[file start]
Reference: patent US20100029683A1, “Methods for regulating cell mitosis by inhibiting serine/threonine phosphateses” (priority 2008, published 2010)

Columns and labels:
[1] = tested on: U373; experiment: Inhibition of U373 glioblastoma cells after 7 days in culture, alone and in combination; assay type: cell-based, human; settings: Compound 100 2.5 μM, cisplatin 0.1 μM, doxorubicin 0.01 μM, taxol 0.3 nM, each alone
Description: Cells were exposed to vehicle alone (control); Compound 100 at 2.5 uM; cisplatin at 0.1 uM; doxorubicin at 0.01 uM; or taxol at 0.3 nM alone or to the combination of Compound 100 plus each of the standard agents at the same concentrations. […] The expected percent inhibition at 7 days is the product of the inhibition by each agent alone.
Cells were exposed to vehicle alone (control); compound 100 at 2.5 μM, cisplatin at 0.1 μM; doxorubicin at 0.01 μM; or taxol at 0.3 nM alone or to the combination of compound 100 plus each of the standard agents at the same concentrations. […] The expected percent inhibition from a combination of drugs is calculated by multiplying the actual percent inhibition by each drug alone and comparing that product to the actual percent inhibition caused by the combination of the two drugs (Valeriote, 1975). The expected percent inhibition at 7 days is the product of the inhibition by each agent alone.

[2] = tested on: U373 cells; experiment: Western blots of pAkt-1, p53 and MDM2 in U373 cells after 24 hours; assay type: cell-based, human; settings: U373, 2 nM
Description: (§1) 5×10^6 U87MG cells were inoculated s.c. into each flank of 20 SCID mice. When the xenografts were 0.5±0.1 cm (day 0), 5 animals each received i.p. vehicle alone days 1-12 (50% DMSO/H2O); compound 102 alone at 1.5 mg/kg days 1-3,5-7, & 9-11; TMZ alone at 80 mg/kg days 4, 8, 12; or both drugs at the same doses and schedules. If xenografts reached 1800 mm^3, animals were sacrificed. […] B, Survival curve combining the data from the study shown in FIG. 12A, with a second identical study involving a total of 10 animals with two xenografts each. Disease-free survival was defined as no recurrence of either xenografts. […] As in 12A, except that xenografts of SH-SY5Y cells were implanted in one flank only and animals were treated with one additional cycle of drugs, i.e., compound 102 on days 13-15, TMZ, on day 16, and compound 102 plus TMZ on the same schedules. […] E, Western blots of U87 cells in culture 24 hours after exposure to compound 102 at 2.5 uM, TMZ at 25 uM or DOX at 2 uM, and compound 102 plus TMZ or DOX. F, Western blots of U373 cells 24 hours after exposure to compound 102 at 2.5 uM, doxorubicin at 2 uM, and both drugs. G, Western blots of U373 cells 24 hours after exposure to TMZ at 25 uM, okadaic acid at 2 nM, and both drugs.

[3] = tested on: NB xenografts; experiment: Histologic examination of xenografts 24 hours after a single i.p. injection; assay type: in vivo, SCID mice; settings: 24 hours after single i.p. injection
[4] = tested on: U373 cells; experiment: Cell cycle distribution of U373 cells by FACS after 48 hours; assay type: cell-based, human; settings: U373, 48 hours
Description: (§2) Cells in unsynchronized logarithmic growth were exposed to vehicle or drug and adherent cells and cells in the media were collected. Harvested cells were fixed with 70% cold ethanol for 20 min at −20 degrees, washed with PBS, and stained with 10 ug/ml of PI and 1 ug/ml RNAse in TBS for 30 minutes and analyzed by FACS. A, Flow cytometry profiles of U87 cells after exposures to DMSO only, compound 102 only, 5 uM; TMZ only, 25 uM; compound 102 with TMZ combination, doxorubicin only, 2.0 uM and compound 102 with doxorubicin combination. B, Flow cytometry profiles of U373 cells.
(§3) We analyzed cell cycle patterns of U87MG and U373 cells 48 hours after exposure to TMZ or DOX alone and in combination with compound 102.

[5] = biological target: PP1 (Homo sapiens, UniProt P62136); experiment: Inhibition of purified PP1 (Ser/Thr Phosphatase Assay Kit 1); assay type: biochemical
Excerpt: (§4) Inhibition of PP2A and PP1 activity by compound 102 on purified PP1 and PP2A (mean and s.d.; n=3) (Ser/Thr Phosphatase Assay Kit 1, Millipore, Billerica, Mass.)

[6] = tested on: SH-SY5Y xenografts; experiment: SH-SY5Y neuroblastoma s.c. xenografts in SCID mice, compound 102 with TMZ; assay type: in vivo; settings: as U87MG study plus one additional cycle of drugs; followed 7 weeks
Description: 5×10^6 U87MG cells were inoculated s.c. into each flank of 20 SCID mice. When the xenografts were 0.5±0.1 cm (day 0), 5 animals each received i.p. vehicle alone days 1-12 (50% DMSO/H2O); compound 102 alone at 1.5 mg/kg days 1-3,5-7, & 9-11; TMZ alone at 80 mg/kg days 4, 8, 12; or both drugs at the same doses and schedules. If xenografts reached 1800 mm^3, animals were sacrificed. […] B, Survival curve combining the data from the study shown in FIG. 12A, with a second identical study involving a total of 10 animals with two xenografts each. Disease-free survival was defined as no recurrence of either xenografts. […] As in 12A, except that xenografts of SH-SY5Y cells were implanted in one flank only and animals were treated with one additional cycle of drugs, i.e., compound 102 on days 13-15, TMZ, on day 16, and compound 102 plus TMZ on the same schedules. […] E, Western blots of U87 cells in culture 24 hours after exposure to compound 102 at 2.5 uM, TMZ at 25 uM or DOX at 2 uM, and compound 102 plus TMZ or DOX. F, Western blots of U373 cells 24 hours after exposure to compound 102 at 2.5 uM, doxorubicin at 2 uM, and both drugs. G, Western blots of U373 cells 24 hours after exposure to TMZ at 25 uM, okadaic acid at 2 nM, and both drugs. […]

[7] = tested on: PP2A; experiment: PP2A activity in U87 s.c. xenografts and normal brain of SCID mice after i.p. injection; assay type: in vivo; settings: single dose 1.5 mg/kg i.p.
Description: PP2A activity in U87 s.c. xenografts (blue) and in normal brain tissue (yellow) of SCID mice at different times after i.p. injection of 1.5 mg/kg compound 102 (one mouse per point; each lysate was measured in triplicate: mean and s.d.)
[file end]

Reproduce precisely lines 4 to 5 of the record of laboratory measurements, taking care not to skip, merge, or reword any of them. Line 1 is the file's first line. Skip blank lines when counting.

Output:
Description: Cells were exposed to vehicle alone (control); Compound 100 at 2.5 uM; cisplatin at 0.1 uM; doxorubicin at 0.01 uM; or taxol at 0.3 nM alone or to the combination of Compound 100 plus each of the standard agents at the same concentrations. […] The expected percent inhibition at 7 days is the product of the inhibition by each agent alone.
Cells were exposed to vehicle alone (control); compound 100 at 2.5 μM, cisplatin at 0.1 μM; doxorubicin at 0.01 μM; or taxol at 0.3 nM alone or to the combination of compound 100 plus each of the standard agents at the same concentrations. […] The expected percent inhibition from a combination of drugs is calculated by multiplying the actual percent inhibition by each drug alone and comparing that product to the actual percent inhibition caused by the combination of the two drugs (Valeriote, 1975). The expected percent inhibition at 7 days is the product of the inhibition by each agent alone.